The Story Of One Boy’s Journey With Child Welfare

According to published news reports he was removed from his home and his mother due to child abuse allegations. He was three years old at the time and he spent the next two months in foster care.  He left that first foster care placement to stay with a relative.  Details aren’t clear but that arrangement changed after a few months when he was moved from that relative and now placed with his great grandmother.

Eight months after moving in with his great grandmother, and nearly a year and a half after being removed from his mother’s care, he was reunified with her. It was May 2002 but a year later, in June of 2003, at the age of five he was removed again.  The child welfare agency had determined there was physical abuse likely at the hand of the mother’s live-in partner.  Again the placement was in a foster home until he could be reunified with his great grandmother a month later.

After five years the great grandmother sought and was granted legal guardianship of her great grandson. There finally seemed to be stability in this boy’s life but five years after that guardianship the great grandmother passed away.

The boy was now 15 years old. Again it was back to foster care in the summer of 2013.  In January of the next year, 2014, the teenager was arrested for marijuana possession.  He spent at least ten days in a juvenile justice facility until he went to a foster care center of some form and stayed there for the next five months.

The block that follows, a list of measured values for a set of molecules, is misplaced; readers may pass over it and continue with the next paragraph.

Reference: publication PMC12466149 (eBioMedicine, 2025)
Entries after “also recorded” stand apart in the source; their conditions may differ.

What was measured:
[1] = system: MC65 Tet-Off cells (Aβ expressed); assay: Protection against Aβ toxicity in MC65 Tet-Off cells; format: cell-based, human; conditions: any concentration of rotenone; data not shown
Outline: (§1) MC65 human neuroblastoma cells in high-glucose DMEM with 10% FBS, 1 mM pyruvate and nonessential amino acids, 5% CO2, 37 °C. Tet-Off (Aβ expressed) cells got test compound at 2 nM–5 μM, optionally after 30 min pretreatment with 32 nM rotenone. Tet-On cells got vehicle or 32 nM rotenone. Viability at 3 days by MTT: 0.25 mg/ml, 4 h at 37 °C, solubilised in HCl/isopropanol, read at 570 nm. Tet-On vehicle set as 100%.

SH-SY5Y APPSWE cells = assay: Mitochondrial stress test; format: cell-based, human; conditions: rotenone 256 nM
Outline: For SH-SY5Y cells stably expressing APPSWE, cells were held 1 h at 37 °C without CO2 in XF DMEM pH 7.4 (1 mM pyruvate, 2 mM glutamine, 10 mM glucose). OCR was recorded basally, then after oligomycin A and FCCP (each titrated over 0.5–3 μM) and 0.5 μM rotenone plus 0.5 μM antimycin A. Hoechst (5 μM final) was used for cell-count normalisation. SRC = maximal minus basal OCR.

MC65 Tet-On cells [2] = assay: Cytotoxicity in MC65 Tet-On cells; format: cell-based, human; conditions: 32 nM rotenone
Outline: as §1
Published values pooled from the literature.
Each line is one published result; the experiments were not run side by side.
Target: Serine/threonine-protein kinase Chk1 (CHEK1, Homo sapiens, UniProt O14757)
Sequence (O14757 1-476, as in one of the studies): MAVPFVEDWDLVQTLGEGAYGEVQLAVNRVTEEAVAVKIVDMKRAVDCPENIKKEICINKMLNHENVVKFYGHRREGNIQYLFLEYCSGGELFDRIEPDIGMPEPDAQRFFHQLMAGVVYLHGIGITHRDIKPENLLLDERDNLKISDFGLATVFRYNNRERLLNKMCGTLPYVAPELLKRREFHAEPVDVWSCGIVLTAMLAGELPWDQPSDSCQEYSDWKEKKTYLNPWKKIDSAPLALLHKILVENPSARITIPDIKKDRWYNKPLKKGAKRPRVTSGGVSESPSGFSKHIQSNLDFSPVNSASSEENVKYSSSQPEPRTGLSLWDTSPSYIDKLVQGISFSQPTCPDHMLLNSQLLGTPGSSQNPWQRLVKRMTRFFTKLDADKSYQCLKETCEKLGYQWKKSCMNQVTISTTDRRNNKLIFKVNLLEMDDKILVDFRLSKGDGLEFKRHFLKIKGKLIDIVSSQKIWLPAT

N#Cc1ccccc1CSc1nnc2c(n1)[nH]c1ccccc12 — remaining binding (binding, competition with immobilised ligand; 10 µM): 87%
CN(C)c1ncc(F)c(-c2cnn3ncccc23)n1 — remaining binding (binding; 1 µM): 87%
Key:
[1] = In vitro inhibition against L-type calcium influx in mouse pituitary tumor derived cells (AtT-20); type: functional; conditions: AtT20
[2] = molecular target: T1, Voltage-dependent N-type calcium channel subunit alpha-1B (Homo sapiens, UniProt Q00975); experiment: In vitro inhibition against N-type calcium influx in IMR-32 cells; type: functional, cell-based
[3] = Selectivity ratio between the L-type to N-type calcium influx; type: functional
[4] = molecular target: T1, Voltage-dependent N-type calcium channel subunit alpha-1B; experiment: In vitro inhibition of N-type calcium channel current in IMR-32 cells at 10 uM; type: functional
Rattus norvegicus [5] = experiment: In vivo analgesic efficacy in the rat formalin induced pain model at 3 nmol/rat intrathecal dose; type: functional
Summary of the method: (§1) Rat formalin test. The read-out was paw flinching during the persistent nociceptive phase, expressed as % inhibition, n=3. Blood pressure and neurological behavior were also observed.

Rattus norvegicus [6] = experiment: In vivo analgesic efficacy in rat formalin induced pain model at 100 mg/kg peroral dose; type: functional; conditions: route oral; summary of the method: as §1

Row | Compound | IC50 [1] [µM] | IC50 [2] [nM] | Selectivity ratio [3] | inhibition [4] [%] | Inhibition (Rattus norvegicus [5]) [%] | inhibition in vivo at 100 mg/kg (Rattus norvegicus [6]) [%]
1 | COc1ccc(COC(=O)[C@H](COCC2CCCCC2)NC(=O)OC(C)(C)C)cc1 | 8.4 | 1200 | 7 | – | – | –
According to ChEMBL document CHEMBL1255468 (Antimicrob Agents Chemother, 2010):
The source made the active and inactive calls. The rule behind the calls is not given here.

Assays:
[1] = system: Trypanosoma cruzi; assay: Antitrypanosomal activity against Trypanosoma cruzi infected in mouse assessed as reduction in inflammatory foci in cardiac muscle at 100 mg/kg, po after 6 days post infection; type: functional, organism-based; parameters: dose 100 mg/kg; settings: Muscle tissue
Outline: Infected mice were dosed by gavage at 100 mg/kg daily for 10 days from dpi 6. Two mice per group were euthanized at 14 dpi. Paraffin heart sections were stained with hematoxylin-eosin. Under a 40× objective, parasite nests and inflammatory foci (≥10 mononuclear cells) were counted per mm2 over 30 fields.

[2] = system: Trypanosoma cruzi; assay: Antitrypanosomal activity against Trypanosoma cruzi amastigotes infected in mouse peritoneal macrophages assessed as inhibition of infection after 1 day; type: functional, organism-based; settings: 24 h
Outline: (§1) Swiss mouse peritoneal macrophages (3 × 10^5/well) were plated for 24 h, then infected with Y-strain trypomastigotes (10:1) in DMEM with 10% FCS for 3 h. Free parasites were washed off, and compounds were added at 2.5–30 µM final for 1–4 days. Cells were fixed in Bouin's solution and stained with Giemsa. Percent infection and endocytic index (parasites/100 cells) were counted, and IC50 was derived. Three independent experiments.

Finally, he would land at an uncle’s house. Living with his uncle he found an alternative school for 16 to 21 year-olds.  By some accounts and comments by his school principle to the press and comments by others he seemed to be headed in the right direction, he was regularly attending school and seemed to be engaged with school activities and his schoolwork.  Maybe life was taking a turn toward a full and successful adulthood after a tough childhood of somewhere around ten placements.  But it was not to be.

As all of America now knows that would not be what happened to Laquan McDonald. On October 14, 2014 he was shot sixteen times by a Chicago police officer.

SAVE THE DATE–April 18-20, 2016 National Advocacy Summit, Washington DC: Investing in What It Takes: A Full Continuum of Care REGISTER NOW!

 

About the Author:

John Sciamanna is CWLA's Vice President of Public Policy.

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